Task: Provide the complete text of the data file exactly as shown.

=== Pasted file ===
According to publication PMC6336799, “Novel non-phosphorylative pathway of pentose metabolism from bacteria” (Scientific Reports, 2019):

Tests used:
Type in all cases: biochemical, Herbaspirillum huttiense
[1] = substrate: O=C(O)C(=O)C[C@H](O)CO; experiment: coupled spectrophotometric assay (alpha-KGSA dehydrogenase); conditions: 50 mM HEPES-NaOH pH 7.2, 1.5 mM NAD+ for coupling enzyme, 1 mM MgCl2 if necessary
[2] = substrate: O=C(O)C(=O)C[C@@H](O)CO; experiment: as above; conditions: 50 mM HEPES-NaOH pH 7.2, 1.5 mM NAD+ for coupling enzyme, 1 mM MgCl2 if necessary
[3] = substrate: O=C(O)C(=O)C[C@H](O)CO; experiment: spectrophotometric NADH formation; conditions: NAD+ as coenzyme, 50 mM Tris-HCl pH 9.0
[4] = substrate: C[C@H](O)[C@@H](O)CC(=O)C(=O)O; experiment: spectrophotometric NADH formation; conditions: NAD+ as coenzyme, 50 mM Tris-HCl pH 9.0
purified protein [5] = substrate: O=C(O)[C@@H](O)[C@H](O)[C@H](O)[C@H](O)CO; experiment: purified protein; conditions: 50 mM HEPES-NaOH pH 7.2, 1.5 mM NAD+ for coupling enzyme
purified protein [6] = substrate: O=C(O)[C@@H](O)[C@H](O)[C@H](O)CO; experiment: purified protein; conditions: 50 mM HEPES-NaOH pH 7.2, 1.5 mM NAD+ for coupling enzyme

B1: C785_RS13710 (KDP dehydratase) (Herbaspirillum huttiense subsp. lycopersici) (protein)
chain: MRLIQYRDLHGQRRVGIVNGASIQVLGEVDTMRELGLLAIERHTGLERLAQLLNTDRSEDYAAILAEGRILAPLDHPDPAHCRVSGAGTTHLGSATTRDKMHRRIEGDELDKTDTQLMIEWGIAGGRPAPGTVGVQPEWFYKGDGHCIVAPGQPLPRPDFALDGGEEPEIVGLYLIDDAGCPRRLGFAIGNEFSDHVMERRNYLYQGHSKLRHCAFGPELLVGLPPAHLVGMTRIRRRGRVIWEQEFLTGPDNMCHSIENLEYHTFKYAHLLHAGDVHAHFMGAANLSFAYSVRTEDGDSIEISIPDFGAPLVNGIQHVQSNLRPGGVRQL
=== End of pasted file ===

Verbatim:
According to publication PMC6336799, “Novel non-phosphorylative pathway of pentose metabolism from bacteria” (Scientific Reports, 2019):

Tests used:
Type in all cases: biochemical, Herbaspirillum huttiense
[1] = substrate: O=C(O)C(=O)C[C@H](O)CO; experiment: coupled spectrophotometric assay (alpha-KGSA dehydrogenase); conditions: 50 mM HEPES-NaOH pH 7.2, 1.5 mM NAD+ for coupling enzyme, 1 mM MgCl2 if necessary
[2] = substrate: O=C(O)C(=O)C[C@@H](O)CO; experiment: as above; conditions: 50 mM HEPES-NaOH pH 7.2, 1.5 mM NAD+ for coupling enzyme, 1 mM MgCl2 if necessary
[3] = substrate: O=C(O)C(=O)C[C@H](O)CO; experiment: spectrophotometric NADH formation; conditions: NAD+ as coenzyme, 50 mM Tris-HCl pH 9.0
[4] = substrate: C[C@H](O)[C@@H](O)CC(=O)C(=O)O; experiment: spectrophotometric NADH formation; conditions: NAD+ as coenzyme, 50 mM Tris-HCl pH 9.0
purified protein [5] = substrate: O=C(O)[C@@H](O)[C@H](O)[C@H](O)[C@H](O)CO; experiment: purified protein; conditions: 50 mM HEPES-NaOH pH 7.2, 1.5 mM NAD+ for coupling enzyme
purified protein [6] = substrate: O=C(O)[C@@H](O)[C@H](O)[C@H](O)CO; experiment: purified protein; conditions: 50 mM HEPES-NaOH pH 7.2, 1.5 mM NAD+ for coupling enzyme

B1: C785_RS13710 (KDP dehydratase) (Herbaspirillum huttiense subsp. lycopersici) (protein)
chain: MRLIQYRDLHGQRRVGIVNGASIQVLGEVDTMRELGLLAIERHTGLERLAQLLNTDRSEDYAAILAEGRILAPLDHPDPAHCRVSGAGTTHLGSATTRDKMHRRIEGDELDKTDTQLMIEWGIAGGRPAPGTVGVQPEWFYKGDGHCIVAPGQPLPRPDFALDGGEEPEIVGLYLIDDAGCPRRLGFAIGNEFSDHVMERRNYLYQGHSKLRHCAFGPELLVGLPPAHLVGMTRIRRRGRVIWEQEFLTGPDNMCHSIENLEYHTFKYAHLLHAGDVHAHFMGAANLSFAYSVRTEDGDSIEISIPDFGAPLVNGIQHVQSNLRPGGVRQL